We had a marvelous Christmas with great food, some nice presents, but most we had precious time with our family. Sher and I were really ready to get back on the road though. It did not take too long to get the RV loaded with the clothing we would need as we headed south. It was way too cold to even think about de-winterizing the RV’s water systems. It was 11 degrees when we hit the road for lands south.
Louisville, Kentucky as seen from Clarksville, Indiana
KFC’s “YUM” Stadium on the riverfront at Louisville
We stopped on the Indiana side of the Ohio River across from Louisville for a short break and to get some pictures. We will stop on the other side of Nashville, Tennessee tonight.
Thick walls and narrow windows of the jail
Bardstown, Kentucky is in Nelson County and is in the heart of the Kentucky Bourbon industry. Bardstown is also home to one of the oldest jails in the area. The original jail structure (now called the front jail) was erected in 1819 and was used until 1874 to house prisoners. In 1874 the “back jail” was built and held inmates until 1987. During this time the front jail was the jailer’s residence. The facility is now a Bed and Breakfast using the rooms in the old residence.
The history of this place is fascinating. You can (for a fee) take a tour of the back jail, with many of the jail cells untouched since the last prisoners left in 1987. There are original photos, some of which show the last hanging that took place in 1894 in the yard in back of the jail.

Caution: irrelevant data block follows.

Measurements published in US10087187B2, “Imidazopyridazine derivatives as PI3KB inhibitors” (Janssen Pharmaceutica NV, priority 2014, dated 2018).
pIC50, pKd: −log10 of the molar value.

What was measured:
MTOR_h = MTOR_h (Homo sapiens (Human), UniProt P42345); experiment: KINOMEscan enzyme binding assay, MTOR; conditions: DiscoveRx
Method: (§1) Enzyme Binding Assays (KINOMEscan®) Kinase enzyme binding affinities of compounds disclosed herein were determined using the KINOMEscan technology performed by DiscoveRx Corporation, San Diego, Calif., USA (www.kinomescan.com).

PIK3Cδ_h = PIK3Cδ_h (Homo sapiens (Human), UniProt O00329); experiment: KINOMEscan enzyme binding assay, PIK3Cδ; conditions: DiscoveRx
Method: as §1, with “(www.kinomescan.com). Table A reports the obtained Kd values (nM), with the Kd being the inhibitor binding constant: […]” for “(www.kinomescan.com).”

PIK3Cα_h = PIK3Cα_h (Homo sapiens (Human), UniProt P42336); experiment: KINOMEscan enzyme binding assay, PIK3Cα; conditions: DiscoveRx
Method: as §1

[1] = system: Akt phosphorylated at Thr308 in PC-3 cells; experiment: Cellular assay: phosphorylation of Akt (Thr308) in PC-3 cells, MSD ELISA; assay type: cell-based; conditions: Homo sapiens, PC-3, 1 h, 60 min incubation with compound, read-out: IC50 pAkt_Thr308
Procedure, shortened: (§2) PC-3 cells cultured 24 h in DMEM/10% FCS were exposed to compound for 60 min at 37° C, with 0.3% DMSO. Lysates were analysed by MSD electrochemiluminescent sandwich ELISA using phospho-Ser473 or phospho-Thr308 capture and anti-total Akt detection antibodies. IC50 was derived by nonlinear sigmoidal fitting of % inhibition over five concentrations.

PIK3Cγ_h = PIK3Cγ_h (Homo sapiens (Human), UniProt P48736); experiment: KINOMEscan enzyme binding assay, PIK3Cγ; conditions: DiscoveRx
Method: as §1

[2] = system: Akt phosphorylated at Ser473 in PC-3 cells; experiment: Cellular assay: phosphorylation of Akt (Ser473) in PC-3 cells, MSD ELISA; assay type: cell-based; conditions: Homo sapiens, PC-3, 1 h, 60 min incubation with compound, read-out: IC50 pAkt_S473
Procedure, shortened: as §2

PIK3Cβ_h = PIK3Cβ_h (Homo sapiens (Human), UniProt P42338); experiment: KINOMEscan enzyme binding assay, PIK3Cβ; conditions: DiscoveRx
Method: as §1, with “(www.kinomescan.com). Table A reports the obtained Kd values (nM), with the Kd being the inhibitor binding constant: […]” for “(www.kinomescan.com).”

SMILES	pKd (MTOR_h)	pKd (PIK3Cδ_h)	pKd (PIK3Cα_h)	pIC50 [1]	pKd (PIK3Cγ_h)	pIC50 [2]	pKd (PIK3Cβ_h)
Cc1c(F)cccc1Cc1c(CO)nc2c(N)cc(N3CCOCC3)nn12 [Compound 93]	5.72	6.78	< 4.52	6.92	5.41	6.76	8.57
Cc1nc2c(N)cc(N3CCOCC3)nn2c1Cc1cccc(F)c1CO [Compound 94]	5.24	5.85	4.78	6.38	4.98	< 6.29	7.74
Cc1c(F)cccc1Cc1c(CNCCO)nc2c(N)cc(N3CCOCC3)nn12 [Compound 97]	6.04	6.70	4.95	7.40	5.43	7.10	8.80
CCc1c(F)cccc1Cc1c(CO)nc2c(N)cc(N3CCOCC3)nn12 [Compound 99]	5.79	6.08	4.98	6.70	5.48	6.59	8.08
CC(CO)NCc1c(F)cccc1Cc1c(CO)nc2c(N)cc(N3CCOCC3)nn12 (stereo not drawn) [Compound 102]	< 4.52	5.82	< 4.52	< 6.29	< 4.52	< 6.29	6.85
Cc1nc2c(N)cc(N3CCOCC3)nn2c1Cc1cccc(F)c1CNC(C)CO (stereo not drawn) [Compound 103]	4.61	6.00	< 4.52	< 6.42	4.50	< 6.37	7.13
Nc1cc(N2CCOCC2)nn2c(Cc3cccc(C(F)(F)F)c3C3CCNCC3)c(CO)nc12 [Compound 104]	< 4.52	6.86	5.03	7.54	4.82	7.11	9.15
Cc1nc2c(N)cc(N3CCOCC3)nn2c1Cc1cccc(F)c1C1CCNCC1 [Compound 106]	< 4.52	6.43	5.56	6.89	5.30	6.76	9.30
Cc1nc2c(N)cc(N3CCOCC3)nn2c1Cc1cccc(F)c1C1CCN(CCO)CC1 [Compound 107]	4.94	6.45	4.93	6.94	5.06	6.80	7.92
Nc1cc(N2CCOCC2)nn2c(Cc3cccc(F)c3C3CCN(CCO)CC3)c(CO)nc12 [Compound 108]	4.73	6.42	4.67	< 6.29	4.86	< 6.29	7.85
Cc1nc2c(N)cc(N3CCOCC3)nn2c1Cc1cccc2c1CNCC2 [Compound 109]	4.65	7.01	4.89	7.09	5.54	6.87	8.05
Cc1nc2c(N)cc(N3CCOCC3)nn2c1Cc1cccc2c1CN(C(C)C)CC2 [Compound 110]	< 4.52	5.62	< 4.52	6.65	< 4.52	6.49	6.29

The structure is quite the fortress! The walls are every bit of 30 inches thick with large metal bars covering the narrow windows. There are mason’s marks on the huge stones where hooks were used to move them into place during the construction. The original wall surrounding the back yard is complete with massive solid metal gates.
There are some nice RV parks in the area, including My Old Kentucky Home State Park. Be sure to check out the old jail and the other attractions in and around Bardstown.
Hood and shackles for the 1894 hanging
Back of the jail where the gallows were for the last hanging in 1894
Update: Today we took the “car” detour for I-75 that is still closed due to a huge rockslide. This detour followed road 297 that s runs roughly parallel to I-75. Wow. What a lousy road to become a detour for a major interstate. This road is narrow, windy and goes over at least tow pretty high mountains. At best we could travel at 45 mph (which is the posted speed limit). Lots of the time 25 mph was the maximum safe speed.
Large RV’s and towed travel trailers should take the truck route. Our 24′ Class C handled the road ok, but it was a bit of white knuckle driving.
Well, at least it was a surprise for us. We left Indiana on our way to Pigeon Forge and Sevierville, Tennessee. About 50 miles into Kentucky on I-75 we saw one of those big information signs that hang over the highway. There was quite a bit of writing on the sign, but traffic was busy and all I could catch was I-75 closed. It seems that there was a huge rockslide on February 27th that closed the entire interstate in both directions. I guess if you don’t live in Kentucky or Tennessee you don’t get the news.
Closer to the border the road side signs spelled out more details. Trucks must get off at Exit 29 in Kentucky. Cars must get off at Exit 160 just inside the Tennessee State line.
OK, we are in an RV. We’re not a truck, we’re not a car. Do the trucks have one route due to width or height restrictions? Road /bridge weight limits? Guess we’ll find out in the morning. We are taking the car exit. Stay tuned…